Susceptibility to Asbestos-Induced and Transforming Growth Factor-β1-Induced Fibroproliferative Lung Disease in Two Strains of Mice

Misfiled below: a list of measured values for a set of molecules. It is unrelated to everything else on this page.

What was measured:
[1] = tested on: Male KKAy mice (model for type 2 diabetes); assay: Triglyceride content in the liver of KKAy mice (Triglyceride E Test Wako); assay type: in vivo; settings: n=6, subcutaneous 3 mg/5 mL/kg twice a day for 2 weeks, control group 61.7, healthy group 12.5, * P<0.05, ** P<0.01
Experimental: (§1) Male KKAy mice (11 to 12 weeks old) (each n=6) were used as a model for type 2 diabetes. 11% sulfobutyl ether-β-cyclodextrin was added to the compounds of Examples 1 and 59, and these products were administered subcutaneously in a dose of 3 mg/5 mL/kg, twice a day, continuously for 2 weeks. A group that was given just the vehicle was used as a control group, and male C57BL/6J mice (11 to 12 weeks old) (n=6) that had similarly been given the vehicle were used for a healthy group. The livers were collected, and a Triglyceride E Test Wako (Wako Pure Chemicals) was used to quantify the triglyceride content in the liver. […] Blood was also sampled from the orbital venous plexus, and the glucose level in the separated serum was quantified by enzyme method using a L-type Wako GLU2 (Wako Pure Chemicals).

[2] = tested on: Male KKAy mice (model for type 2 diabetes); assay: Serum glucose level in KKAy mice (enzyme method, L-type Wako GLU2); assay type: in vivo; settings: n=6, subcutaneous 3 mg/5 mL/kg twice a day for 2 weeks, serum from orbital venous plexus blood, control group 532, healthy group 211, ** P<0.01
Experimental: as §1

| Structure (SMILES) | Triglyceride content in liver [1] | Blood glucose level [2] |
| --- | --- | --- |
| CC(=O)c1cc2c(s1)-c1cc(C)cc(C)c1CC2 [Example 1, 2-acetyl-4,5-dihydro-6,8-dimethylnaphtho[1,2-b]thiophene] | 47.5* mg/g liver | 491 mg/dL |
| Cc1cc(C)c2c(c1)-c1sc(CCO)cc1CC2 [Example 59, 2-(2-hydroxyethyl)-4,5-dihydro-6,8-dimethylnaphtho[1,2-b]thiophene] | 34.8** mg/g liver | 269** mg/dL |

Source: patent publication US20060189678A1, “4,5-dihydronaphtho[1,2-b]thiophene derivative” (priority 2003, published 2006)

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Pulmonary fibrosis (PF) is caused by a number of inhaled agents, as well as by some drugs and toxic particles. The elaboration of certain peptide growth factors is thought to be key to the development of this disease process. In addition, genetic susceptibility plays a role in the development of PF. For instance, we have previously shown that the 129J strain of mice is resistant, whereas the C57BL/6 strain is highly susceptible, to asbestos-induced fibrosis. To pursue this further, in one mouse model, we crossed the 129J strain to the C57BL/6 strain to produce an F1 generation and subsequently backcrossed the F1 mice to the inbred founders. This backcross to the 129 inbred strain produced ˜ 25% of the offspring with a phenotype that was protected from the fibrogenic effects of inhaled asbestos fibers. In the second model, both strains of mice were treated intratracheally with an adenovirus vector (AdV), which transduces expression of active transforming growth factor (TGF)-β1 in the lungs, producing fibroproliferative lung disease. Compared with C57 mice, a significant number of 129 strain mice exhibited at least a 1-wk delay in the fibroproliferative response to TGF-β1 expression at three concentrations of virus. These findings suggest that certain sequences in a gene or a cluster of genes in the 129 mouse strain impart a phenotype in which there is a delay in, or protection from, the development of lung fibrogenesis.

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